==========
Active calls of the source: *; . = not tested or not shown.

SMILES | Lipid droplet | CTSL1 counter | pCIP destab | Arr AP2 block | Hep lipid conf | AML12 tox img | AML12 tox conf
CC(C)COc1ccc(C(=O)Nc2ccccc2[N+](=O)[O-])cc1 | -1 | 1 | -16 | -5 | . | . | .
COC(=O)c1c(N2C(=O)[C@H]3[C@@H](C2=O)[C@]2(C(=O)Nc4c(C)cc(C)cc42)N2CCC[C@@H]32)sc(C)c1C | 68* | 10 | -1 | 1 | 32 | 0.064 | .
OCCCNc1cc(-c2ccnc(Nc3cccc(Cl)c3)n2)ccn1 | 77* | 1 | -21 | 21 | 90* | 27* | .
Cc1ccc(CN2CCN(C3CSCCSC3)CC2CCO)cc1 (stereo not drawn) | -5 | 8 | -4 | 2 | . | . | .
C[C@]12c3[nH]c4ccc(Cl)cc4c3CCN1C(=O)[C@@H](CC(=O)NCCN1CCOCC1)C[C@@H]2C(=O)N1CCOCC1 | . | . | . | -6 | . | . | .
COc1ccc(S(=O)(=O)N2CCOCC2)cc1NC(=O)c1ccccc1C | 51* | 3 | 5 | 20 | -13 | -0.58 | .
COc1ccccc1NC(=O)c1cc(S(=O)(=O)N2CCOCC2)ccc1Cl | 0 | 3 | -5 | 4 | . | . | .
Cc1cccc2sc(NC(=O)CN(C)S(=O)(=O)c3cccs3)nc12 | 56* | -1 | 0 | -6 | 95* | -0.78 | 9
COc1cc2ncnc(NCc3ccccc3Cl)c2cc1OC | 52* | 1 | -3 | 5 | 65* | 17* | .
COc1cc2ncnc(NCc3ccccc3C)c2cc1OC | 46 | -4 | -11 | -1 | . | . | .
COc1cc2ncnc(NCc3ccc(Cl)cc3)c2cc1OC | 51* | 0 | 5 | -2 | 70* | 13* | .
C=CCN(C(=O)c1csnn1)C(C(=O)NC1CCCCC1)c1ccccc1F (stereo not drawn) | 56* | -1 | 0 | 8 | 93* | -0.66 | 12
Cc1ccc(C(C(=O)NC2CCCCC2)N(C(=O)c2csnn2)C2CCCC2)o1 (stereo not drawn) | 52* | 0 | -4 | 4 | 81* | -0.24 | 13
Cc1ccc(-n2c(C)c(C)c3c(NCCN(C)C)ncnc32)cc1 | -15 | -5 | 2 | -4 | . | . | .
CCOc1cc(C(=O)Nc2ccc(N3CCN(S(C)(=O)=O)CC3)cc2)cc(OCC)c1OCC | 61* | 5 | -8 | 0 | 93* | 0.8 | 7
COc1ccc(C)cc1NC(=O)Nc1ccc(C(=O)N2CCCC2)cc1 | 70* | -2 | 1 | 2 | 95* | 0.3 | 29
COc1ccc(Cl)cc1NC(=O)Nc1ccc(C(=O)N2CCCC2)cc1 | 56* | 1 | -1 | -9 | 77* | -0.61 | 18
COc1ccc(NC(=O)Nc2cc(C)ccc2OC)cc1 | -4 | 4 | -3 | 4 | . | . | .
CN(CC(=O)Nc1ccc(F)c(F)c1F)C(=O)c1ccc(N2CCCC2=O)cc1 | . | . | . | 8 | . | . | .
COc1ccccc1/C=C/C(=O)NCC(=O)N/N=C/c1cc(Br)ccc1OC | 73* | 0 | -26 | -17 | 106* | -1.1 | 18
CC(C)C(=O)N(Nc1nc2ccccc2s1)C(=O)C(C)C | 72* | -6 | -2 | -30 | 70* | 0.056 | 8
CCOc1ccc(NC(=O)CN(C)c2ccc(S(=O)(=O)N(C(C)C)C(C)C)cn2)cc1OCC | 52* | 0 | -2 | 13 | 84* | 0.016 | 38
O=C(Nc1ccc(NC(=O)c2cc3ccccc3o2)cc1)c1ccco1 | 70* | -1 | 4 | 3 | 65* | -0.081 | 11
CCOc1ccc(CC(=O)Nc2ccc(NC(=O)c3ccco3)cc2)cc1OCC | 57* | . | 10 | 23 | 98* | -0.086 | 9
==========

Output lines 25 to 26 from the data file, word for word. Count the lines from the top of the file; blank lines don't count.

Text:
O=C(Nc1ccc(NC(=O)c2cc3ccccc3o2)cc1)c1ccco1 | 70* | -1 | 4 | 3 | 65* | -0.081 | 11
CCOc1ccc(CC(=O)Nc2ccc(NC(=O)c3ccco3)cc2)cc1OCC | 57* | . | 10 | 23 | 98* | -0.086 | 9